Illinois Democratic governor signs law allowing workers who refuse vaccine to face potential repercussions

On Monday, Illinois' Democratic Governor updated a state law that was in place since the 1970s to permit workers who fail to comply with COVID-19-related mandates regarding vaccines, testing and masks.
"Masks and vaccines as well as testing requirements are life-saving measures that keep communities and our workplaces safe," Gov. Monday's statement was made by J.B. Pritzker. "Keeping workplaces safe and secure is a top priority. I applaud the General Assembly for making sure that the Health Care Right of Conscience Act doesn't get in the way of institutions who put safety and science first."

The Health Care Right of Conscience Act, which was enacted in 1978, originally allowed medical professionals to refuse to accept or participate in services that were not in their personal belief system.


Kwame Raoul, Democratic Attorney General, had asked Pritzker for clarification that the legislation did not restrict workplace measures to stop the spread of deadly and communicable diseases such as COVID-19. The governor signed SB 1169 into law. He stated that the amendment would ensure that employers continue to have the right to require vaccines for the COVID-19 vaccine.

Illinois Gov. J.B. Pritzker attended a fundraiser in Chicago, April 12, 2018. Scott Olson/Getty Images

According to Fox 32 Chicago, several workers filed lawsuits citing the law's conscience exemption. They claimed that their employers couldn't force them to get COVID-19 vaccines. The amendment will not be effective until June 1, 2022.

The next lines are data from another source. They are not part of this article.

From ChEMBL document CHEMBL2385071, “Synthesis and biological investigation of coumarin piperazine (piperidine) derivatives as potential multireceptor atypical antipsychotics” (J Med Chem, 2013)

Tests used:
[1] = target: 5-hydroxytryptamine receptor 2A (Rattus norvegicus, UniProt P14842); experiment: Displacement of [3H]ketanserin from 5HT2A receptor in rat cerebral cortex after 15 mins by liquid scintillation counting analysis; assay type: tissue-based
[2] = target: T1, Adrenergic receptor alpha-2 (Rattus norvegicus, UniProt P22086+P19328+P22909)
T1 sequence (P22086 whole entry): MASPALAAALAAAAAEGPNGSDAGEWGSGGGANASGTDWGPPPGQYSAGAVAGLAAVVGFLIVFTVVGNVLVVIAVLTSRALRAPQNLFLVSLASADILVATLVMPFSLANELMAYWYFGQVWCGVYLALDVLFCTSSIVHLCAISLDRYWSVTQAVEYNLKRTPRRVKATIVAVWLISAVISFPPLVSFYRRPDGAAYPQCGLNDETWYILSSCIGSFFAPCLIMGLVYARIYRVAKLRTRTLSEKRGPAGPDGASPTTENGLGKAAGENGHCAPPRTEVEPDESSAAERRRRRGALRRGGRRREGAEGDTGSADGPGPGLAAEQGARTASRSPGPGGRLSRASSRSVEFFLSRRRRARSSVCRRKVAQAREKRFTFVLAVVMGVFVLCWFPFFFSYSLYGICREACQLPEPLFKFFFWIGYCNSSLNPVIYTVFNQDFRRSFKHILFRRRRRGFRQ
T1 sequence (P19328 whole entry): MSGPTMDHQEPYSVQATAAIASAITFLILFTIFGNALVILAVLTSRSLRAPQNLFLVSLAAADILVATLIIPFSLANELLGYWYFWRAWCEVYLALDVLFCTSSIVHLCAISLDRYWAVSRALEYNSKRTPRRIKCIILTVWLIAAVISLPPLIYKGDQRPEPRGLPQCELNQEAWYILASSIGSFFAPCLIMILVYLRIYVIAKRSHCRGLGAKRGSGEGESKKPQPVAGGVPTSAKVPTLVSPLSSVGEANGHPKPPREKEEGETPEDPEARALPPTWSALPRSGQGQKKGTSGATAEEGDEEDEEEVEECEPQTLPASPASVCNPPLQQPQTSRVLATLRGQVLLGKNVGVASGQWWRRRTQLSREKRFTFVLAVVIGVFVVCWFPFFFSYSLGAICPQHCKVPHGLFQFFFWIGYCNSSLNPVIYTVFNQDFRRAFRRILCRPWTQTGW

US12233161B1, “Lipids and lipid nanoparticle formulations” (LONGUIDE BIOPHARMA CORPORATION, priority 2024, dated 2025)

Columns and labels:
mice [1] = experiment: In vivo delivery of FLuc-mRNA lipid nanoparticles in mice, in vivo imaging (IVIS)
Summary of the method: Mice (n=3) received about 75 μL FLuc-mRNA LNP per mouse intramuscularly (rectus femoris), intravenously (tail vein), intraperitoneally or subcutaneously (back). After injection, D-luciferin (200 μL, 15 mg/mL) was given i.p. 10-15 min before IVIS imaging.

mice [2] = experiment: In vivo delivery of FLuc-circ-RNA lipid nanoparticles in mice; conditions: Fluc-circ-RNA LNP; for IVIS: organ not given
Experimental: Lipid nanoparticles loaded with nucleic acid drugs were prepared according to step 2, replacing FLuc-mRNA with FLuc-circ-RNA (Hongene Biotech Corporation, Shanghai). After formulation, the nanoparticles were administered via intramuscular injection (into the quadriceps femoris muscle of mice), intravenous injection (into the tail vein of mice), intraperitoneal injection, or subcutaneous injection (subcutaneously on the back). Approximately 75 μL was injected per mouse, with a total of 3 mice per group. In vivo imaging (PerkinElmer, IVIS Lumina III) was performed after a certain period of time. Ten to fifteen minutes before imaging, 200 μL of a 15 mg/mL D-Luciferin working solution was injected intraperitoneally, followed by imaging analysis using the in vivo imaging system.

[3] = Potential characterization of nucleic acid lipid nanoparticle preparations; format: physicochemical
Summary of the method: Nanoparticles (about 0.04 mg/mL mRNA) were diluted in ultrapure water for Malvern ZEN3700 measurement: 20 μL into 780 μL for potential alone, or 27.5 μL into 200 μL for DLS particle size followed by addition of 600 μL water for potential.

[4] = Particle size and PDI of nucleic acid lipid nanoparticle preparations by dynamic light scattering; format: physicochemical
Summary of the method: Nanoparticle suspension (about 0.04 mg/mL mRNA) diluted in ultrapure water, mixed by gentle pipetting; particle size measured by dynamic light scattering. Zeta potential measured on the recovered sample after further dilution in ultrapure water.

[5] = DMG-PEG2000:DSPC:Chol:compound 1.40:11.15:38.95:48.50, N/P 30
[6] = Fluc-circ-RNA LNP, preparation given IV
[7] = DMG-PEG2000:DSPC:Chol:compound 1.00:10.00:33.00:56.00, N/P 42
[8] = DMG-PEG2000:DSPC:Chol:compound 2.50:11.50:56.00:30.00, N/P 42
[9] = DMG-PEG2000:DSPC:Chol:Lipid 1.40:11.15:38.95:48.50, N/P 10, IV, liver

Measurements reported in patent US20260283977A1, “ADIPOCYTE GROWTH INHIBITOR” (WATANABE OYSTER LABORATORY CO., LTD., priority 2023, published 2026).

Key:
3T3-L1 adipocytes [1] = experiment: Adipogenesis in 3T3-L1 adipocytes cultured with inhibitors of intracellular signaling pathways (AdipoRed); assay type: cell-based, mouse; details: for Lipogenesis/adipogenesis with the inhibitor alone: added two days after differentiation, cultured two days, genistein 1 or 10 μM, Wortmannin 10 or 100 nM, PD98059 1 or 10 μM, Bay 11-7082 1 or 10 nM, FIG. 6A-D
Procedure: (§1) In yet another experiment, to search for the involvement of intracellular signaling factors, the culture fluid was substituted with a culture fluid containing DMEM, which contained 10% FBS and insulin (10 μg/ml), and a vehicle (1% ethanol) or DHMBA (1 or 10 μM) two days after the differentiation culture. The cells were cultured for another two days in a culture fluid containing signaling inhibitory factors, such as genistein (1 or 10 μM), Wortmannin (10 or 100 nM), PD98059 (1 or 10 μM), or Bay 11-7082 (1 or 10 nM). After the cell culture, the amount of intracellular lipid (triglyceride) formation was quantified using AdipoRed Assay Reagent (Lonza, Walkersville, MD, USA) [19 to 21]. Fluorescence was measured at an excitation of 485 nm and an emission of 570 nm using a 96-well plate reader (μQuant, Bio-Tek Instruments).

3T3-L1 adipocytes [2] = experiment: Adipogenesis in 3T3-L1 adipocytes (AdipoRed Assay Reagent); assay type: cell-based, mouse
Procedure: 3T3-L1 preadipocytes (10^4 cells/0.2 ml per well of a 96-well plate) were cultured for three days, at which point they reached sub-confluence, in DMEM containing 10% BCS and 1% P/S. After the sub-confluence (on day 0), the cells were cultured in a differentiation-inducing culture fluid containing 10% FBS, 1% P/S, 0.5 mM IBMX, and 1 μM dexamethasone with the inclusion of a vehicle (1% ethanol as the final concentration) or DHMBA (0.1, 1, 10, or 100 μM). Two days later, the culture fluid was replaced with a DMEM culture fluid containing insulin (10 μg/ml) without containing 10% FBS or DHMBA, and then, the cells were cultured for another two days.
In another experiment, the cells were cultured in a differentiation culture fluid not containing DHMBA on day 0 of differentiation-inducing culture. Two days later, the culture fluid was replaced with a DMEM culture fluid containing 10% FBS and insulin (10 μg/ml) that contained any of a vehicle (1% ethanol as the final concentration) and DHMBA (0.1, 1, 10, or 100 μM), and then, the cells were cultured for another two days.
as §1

The state constitution was not approved by the Democrats, despite them wanting it to go into effect immediately. Some Republicans claim this allows for additional lawsuits. However, another vote could be taken after January 1, 2022 to allow the amendment's effective date.

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State House Speaker Emanuel "Chris" Welch, and Robyn Gabel, are Democrats. They insist that no one is denied the right to claim exemptions due to sincerely held religious beliefs, or other medical reasons. Federal law protects them. However, experts think that exemptions from the three federal statutes Pritzker cites won't be available.

Gabel and Welch argued that "a few people" had been ignoring COVID-19 requirements and distorting its meaning, putting at risk vulnerable individuals and workers in high-risk areas like schools, veterans' homes, and hospitals.

New York and Maine have filed lawsuits against mandates for workplace vaccinations based upon the U.S. Constitution’s Free Exercise of Religion clause. These suits could be brought to the Supreme Court.